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In the mid 1800s, Brigham Young, the Mormon (LDS) prophet, saw a need to reform the English language with all its marvelous inconsistencies; therefore, he commissioned the development of a new alphabet. When it was finished, and even before it was finished (because it went through several revisions), they called it the Deseret Alphabet. It is a phonetic, non-Roman alphabet, and its development was strongly influenced by the work of Isaac Pitman on his phonotypy. The LDS Church used the new alphabet to publish scores of newspaper articles, three children's readers, the Book of Mormon, and a few other items. Manuscripts were also prepared for the Bible, the Doctrine & Covenants (including the Lectures on Faith), the Pearl of Great Price, and other books. Unfortunately, none of these were ever put into print.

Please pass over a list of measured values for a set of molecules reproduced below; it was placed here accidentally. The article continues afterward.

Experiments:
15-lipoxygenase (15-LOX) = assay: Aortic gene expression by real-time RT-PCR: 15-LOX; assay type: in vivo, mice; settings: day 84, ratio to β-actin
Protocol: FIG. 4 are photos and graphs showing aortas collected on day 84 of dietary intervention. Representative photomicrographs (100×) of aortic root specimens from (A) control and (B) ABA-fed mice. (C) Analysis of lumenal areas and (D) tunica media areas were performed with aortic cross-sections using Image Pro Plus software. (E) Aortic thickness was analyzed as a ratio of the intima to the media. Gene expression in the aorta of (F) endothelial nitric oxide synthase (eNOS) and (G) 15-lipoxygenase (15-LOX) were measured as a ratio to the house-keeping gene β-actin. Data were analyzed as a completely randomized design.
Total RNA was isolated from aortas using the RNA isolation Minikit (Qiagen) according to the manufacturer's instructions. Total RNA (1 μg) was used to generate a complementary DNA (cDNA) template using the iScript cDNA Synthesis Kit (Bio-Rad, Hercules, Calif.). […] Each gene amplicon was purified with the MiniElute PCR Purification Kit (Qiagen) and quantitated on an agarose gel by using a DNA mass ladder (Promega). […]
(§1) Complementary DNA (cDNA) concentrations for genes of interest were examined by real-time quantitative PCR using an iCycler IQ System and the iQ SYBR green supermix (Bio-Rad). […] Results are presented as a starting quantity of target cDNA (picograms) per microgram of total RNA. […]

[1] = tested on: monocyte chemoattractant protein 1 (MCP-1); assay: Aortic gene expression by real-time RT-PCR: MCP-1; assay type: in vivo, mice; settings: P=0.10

For various reasons this experiment in orthographic reform began to lose steam towards the end of the prophet's life, and all official church funding for the project ceased with the death of Brigham Young in 1877. Interest in the new alphabet faded, and today it is nearly lost from all memory.